There’s nothing quite like a deadline to focus the mind. Even a deadline that’s not quite real.
Friday was originally the day that states were supposed to not only tell the federal government whether or not they planned to run their own health exchanges, but also how they planned to do it.
Last week, however, the feds extended that deadline. Now states only have to say yay or nay by Friday on the issue of running their own exchange. If they want to partner with the federal government, they can wait until as late as next February to speak up.
And no matter what, if states fail to act, the federal government will set up an exchange in that state for them.
Still, flimsy or not, Friday’s deadline prompted considerable activity this week from states who had been waiting to see what impact last week’s election might have on the Affordable Care Act. (Answer: Full speed ahead.)
Thursday afternoon alone, three governors — South Carolina Republican Nikki Haley, Nebraska Republican Dave Heineman and outgoing North Carolina Democrat Bev Perdue — all announced their decisions. The Republicans said they would not be pursuing exchanges in their states; Perdue said North Carolina would likely pursue the partnership model, a hybrid state-federal exchange.
Haley announced her decision in a letter to Health and Human Services Secretary Kathleen Sebelius. “The law fails to give South Carolina any flexibility and decision-making authority that would enable us to truly construct the program in a manner that would offer the most meaningful benefit to our citizens,” Haley wrote.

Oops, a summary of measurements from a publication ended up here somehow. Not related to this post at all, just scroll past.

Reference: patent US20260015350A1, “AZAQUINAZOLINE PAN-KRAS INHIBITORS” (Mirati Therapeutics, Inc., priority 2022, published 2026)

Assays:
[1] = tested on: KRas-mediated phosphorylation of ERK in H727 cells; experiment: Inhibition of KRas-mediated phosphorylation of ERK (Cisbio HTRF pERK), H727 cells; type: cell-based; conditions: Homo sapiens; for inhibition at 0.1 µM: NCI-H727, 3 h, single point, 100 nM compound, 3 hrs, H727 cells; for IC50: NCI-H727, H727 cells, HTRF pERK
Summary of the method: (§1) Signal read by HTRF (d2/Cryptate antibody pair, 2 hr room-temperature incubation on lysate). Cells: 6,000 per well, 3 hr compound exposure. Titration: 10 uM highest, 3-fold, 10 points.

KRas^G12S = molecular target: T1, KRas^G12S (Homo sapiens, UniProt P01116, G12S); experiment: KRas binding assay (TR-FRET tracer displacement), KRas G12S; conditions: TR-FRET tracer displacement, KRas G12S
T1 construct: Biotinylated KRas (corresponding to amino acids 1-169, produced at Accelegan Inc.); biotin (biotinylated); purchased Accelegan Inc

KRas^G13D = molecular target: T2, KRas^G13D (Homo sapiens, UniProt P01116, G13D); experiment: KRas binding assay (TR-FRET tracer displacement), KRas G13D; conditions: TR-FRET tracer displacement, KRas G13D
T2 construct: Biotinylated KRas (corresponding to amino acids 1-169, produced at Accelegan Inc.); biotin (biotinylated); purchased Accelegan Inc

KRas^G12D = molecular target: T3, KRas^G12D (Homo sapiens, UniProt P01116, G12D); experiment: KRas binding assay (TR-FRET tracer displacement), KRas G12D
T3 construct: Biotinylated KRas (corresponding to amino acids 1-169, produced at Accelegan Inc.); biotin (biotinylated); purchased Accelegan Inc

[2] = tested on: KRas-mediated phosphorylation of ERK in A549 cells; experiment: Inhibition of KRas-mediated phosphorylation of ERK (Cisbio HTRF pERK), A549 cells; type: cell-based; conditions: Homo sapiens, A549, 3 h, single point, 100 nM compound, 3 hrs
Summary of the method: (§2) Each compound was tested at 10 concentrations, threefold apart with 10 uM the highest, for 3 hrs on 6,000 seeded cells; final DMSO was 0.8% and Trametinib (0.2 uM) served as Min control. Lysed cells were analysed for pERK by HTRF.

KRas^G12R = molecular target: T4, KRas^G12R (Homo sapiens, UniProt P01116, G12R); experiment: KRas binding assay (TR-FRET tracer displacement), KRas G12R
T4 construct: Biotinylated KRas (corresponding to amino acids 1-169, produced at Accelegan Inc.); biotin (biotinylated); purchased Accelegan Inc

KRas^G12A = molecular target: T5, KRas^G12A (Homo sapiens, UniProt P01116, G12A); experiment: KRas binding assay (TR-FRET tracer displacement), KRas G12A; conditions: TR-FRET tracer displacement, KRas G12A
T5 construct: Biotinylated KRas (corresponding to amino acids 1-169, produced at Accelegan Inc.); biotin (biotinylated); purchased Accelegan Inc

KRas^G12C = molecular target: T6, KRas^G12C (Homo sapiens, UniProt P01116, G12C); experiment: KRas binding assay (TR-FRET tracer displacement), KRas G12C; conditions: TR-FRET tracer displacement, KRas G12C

Nebraska’s Heineman echoed those sentiments. “The reality is that the federal health care law is being totally dictated and totally controlled by the federal government,” he said in a statement.
Heineman also said that building the exchange would cost the state too much money, even though federal funds are available to offset those costs.
In Indiana, Gov.-elect Mike Pence, currently a Republican member of the U.S. House, sent a letter to outgoing Gov. Mitch Daniels, also a Republican, urging that the state not establish its own exchange.
Some governors who previously said they would not participate are reaffirming those decisions, including Texas Republican Rick Perry. His spokeswoman told the Texas Tribune today that the state won’t design its own exchange because there is “really no such thing as a ‘state exchange.’”
But others appear to be changing their tune, most notably Rick Scott, Florida’s Republican governor. After vowing to have no part of the health law, Scott earlier this week told the Associated Press he wants “to get to yes” and is ready to negotiate with federal officials.